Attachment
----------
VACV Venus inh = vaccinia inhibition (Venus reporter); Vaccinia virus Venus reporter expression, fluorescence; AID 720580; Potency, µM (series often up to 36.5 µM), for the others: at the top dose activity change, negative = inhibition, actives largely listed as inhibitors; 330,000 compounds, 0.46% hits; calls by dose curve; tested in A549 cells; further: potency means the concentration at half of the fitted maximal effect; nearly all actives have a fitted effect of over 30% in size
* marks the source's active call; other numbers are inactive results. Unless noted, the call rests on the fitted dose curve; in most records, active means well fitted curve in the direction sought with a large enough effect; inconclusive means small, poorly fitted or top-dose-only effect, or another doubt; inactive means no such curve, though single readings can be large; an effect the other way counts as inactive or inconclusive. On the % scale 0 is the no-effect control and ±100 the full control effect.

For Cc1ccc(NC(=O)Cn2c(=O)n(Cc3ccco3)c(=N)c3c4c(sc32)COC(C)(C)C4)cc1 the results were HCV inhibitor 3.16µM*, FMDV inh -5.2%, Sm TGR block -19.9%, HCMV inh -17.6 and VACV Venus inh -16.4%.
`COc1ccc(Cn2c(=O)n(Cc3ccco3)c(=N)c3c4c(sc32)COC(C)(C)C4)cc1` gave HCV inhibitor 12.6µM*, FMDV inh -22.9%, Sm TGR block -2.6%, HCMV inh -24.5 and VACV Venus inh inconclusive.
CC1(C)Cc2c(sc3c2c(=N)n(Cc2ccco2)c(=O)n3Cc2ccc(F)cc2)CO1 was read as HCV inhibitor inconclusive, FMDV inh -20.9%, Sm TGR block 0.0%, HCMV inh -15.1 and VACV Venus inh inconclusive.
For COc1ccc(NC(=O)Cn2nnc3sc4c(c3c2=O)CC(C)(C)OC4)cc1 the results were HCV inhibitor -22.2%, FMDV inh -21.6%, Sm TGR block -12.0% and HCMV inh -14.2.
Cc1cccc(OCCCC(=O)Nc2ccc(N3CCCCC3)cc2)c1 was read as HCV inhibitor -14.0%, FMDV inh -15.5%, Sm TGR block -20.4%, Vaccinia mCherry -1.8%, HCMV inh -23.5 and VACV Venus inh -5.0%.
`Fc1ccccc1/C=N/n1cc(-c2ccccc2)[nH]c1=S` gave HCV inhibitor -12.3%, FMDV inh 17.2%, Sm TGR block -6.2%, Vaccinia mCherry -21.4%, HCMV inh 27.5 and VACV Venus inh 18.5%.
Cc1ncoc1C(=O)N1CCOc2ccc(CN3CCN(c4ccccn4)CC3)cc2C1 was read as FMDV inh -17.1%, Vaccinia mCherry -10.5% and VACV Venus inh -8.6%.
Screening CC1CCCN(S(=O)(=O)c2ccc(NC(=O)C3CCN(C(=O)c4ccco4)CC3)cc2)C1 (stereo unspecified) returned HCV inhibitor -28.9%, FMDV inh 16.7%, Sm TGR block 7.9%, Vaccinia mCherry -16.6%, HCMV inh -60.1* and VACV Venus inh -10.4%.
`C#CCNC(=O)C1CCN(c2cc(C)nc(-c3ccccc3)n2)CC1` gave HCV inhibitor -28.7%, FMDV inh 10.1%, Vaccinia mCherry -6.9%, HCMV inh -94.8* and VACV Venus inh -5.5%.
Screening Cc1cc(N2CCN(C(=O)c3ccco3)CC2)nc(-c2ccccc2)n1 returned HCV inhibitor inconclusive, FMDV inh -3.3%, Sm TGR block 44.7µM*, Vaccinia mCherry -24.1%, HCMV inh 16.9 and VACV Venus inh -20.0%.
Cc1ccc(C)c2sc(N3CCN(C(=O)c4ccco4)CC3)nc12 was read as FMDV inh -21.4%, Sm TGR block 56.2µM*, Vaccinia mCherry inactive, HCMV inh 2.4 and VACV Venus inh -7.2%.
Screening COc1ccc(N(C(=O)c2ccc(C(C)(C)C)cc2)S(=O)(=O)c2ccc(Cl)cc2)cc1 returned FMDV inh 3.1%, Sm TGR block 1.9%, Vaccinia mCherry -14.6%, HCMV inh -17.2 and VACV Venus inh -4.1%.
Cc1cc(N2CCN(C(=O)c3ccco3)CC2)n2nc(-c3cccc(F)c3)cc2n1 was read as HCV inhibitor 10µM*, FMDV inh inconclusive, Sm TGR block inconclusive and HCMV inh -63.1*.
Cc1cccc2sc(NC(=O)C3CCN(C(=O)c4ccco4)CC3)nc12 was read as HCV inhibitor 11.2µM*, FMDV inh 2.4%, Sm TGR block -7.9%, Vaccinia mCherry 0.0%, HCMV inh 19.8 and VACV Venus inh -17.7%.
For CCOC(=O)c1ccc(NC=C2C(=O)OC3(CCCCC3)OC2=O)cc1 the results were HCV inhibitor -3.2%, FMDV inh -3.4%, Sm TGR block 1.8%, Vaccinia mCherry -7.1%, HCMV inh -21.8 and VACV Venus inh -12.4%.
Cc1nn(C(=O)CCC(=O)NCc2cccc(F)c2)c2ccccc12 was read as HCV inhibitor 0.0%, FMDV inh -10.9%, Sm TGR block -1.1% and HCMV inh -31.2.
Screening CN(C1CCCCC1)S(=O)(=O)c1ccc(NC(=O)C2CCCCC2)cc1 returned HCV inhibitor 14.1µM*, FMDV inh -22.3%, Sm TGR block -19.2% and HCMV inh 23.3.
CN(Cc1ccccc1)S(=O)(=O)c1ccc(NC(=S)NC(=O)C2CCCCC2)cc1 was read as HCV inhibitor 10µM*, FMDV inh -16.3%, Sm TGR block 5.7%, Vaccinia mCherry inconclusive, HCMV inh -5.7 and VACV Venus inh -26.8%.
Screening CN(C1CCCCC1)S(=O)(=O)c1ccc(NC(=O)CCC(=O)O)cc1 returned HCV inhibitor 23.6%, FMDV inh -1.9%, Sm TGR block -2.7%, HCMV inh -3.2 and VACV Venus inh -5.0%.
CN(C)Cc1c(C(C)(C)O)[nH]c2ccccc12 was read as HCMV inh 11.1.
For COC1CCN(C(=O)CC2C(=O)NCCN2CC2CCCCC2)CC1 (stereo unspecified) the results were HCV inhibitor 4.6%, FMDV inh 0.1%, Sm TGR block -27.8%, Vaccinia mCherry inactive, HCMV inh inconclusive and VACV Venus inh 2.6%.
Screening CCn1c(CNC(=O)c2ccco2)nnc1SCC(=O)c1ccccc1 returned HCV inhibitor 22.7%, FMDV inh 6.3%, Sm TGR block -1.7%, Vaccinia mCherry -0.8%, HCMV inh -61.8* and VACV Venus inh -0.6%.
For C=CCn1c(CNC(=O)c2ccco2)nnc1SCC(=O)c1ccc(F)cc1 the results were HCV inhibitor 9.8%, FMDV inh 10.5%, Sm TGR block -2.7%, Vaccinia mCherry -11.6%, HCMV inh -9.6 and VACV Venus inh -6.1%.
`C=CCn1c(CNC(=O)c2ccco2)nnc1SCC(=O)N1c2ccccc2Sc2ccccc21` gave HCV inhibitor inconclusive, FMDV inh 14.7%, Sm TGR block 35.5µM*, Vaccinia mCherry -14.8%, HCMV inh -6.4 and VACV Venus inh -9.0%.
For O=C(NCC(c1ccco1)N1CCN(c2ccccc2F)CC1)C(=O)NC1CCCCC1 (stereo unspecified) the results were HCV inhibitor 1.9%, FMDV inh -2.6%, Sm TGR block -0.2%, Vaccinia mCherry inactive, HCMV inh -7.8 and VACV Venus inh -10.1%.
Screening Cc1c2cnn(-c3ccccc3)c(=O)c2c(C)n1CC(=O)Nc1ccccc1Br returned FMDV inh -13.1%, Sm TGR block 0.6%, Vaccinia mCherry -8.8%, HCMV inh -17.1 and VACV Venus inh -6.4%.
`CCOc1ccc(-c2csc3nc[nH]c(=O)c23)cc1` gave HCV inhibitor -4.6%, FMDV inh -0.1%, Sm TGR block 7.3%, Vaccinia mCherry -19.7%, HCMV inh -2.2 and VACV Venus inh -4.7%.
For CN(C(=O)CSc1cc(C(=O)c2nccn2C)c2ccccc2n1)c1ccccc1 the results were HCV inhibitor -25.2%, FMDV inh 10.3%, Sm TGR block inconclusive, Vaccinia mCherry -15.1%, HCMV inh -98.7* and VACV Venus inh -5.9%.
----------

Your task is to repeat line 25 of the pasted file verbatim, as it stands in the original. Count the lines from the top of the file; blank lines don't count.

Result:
For C=CCn1c(CNC(=O)c2ccco2)nnc1SCC(=O)c1ccc(F)cc1 the results were HCV inhibitor 9.8%, FMDV inh 10.5%, Sm TGR block -2.7%, Vaccinia mCherry -11.6%, HCMV inh -9.6 and VACV Venus inh -6.1%.